Chronic Fatigue Syndrome (cont.)
IN THIS ARTICLE
What is the Medical Treatment for Chronic Fatigue Syndrome?
Medical therapy is designed to relieve the specific symptoms of chronic fatigue syndrome. People with CFS are often sensitive to many medications, especially those that affect the central nervous system. Usually, your doctor will begin with low doses of medication and gradually increase the dose depending on side effects and your response to the medication. Because drug therapy is directed at symptom relief, medications should only be used in CFS if all other causes of the symptom have been ruled out. Remember that all medications can cause side effects. Talk to your doctor before beginning any new medication and if any side effect develops.
NSAIDs, for pain relief. Some are available without a prescription, including naproxen (Aleve) and ibuprofen (Advil, Bayer Select, Motrin, Nuprin). Prescription drugs include tramadol hydrochloride (Ultram), celecoxib (Celebrex), and other naproxen-containing medications (Anaprox, Naprosyn).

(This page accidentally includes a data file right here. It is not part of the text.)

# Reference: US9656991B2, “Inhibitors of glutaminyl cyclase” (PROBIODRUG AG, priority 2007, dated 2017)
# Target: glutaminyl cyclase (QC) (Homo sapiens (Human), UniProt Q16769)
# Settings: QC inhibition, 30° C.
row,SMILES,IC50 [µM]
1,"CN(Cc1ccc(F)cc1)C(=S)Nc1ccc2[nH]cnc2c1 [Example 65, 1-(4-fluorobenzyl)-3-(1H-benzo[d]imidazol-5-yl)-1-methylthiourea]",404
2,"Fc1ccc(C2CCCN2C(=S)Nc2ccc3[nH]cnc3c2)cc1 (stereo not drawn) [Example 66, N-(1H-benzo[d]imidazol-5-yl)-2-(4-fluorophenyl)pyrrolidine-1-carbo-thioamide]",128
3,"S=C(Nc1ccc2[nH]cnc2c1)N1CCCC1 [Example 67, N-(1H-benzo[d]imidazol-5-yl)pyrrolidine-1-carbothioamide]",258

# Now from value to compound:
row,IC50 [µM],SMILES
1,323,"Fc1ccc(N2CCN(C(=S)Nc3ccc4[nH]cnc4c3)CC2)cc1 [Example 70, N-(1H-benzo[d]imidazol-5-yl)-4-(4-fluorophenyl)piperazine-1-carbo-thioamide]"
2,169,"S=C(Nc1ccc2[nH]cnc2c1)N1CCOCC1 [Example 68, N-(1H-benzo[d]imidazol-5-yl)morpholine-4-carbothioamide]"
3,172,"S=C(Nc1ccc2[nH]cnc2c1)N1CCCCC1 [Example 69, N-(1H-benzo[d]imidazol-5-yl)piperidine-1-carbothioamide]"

Always ask your doctor about any new treatment, including herbal supplements.
What Is the Other Therapy for Chronic Fatigue Syndrome?
Other therapies tried by people with chronic fatigue syndrome include massage therapy, acupuncture, chiropractic therapy, cranial-sacral techniques, self-hypnosis, and therapeutic touch. People with CFS may feel better with such techniques, but these therapies should be combined with an individualized exercise program that includes stretching. Many people report successful treatment of CFS symptoms with experimental therapies, herbal supplements, and dietary modifications. Various dietary and herbal products have been promoted in the market to improve symptoms of CFS. Many of these have not been tested in controlled trials. Preparations that have been claimed to have benefit to CFS patients include astragalus, borage seed oil, bromelain, comfrey, echinacea, garlic, Ginkgo biloba, ginseng, primrose oil, guercetin, St. John's wort, and Shiitake mushroom extract. Dietary supplements and herbal preparations can have potentially serious side effects, and some can interfere or interact with prescription medications. Do not begin any experimental treatments without consulting your doctor or health-care provider.
Last Reviewed 9/11/2017
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